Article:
Canadian design firm MSDS Studio has fitted out a Toronto warehouse with modular boxes to form offices for e-commerce company Shopify (+ slideshow).
Toronto-based MSDS Studio was approached by online retail brand Shopify to redesign the interior of its offices in a 100-year-old warehouse. The studio divided the existing space into two volumes representing different areas of trade activity.
"The design of the office is built on the metaphor of the mechanisms of contemporary commerce: the front office block and reception area are the market, the rear office is shipping and transport, while the third floor, currently under development, will be production or fabrication," said the designers.
One side of the plan contains offices, while a social area comprising a games room, cafe and a meeting space called the War Room are located on the other.
The layout accommodates 90 desks, a reception and retail space, meeting rooms and several areas intended for staff interaction.
The reception area operates as pop-up shop displaying wares by Shopify's clients, while rooms are enclosed in timber and metal boxes that are intended to suggest shipping containers.
"Aluminium louvres cladding much of the block, painted in a palette derived from the shipping containers, imply the corrugated material used in their construction," said the team.
White electrical and extraction pipes run across the ceiling, giving the interior an industrial feel that resonates with the shipping container- and crate-inspired enclosures.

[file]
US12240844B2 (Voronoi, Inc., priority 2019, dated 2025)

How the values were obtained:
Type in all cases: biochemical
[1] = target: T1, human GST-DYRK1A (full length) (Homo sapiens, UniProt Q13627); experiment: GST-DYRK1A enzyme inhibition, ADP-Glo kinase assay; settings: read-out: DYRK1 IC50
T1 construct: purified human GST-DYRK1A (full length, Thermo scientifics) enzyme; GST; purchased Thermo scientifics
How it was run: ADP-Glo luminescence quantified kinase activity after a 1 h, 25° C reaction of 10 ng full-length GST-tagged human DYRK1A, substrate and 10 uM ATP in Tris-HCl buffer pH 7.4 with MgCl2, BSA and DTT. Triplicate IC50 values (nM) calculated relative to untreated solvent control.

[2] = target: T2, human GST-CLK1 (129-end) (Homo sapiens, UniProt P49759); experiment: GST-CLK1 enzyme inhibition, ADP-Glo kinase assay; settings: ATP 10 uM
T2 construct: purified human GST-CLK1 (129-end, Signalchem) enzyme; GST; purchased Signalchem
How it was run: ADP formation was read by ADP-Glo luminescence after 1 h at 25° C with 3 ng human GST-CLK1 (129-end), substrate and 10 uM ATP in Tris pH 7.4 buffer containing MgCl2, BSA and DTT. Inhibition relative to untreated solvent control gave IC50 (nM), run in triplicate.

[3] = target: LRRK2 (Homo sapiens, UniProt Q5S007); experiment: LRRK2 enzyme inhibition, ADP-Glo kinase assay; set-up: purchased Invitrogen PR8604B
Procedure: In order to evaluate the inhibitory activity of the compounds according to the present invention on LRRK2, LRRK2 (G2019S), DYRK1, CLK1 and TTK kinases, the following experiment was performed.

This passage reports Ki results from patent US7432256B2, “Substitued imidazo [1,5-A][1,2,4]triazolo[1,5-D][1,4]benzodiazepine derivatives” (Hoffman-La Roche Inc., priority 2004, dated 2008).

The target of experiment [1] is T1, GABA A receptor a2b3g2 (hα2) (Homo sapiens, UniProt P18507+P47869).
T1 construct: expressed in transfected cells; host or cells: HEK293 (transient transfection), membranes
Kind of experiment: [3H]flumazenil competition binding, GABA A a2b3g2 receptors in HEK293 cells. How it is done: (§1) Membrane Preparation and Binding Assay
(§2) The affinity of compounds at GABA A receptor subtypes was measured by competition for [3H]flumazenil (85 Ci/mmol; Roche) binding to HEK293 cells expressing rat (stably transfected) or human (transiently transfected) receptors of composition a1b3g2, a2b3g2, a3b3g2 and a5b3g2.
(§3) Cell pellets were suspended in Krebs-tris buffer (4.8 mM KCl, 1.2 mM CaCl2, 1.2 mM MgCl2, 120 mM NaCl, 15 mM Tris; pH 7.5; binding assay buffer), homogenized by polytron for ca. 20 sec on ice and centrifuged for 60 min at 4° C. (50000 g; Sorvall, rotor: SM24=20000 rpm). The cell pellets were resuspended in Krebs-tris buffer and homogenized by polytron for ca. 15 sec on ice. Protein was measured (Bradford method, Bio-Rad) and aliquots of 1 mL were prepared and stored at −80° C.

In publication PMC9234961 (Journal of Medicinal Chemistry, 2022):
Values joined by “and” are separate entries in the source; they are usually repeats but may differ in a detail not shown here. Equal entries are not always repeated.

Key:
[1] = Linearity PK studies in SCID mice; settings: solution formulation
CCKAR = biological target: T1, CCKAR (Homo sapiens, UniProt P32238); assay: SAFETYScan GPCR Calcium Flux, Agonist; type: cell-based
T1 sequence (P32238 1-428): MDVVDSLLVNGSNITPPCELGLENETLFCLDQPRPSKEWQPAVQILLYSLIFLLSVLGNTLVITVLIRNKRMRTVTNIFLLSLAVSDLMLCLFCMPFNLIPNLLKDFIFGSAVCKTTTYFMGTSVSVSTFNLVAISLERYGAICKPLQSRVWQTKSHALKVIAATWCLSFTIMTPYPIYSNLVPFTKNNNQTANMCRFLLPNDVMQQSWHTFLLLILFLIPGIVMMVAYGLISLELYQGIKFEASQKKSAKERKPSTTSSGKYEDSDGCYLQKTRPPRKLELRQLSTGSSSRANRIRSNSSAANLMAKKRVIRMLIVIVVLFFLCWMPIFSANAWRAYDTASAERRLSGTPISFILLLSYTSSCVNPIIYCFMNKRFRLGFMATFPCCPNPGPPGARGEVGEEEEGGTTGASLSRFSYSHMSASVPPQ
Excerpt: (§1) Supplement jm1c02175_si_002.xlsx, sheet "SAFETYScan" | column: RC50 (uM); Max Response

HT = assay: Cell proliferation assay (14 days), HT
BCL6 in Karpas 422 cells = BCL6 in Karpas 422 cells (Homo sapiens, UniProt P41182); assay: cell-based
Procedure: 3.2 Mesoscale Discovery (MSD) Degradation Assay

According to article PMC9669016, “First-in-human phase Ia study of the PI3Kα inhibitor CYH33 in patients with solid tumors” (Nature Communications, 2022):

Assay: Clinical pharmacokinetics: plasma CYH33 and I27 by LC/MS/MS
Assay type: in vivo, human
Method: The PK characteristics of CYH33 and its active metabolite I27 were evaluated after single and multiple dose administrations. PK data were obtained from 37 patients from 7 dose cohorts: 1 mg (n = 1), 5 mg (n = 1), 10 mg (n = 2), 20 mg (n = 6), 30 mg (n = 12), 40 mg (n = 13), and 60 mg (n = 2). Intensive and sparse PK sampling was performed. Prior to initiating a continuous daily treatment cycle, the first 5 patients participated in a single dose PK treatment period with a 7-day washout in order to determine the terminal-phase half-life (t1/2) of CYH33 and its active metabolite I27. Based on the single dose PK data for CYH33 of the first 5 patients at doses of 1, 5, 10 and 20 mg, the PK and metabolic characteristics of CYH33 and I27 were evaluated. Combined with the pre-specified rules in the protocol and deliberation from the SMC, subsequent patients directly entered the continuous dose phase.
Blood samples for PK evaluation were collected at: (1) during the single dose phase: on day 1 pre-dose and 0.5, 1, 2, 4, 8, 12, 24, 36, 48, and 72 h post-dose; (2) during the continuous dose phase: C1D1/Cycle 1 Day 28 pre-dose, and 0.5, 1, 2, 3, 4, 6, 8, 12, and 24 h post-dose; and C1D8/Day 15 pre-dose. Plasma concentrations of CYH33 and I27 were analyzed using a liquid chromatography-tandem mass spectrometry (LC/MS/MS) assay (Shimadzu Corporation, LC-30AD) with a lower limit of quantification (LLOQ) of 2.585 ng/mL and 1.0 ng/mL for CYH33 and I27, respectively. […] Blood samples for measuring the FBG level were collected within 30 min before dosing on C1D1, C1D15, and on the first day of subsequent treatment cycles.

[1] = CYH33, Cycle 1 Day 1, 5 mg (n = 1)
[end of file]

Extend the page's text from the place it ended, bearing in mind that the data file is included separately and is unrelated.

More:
Chunky planks of pale maple, retained from the original building, run diagonally across the floors and joists are arranged in a chevron pattern across sections of the ceiling.
This pattern extends onto storage units that have slanted shelves and a series of slatted partitions, with wood running in horizontal, vertical and diagonal patterns. Collectively the wooden elements are designed to give the space the appearance of a giant wooden palette.
Louvres are used to partially separate one space from another, while maintaining a sense of openness and visual connection.
Soundproof glazing and soft furnishings help to dampen noise from neighbouring meeting and work areas in the open plan spaces.
A staff kitchen that doubles as a bar for evening events wraps around this central space. Long sections of tube lighting are suspended from the ceiling and the company's logo is emblazoned on a white-painted brick wall, using fluorescent lighting often used on shop signage.
Photography is by Paula Wilson.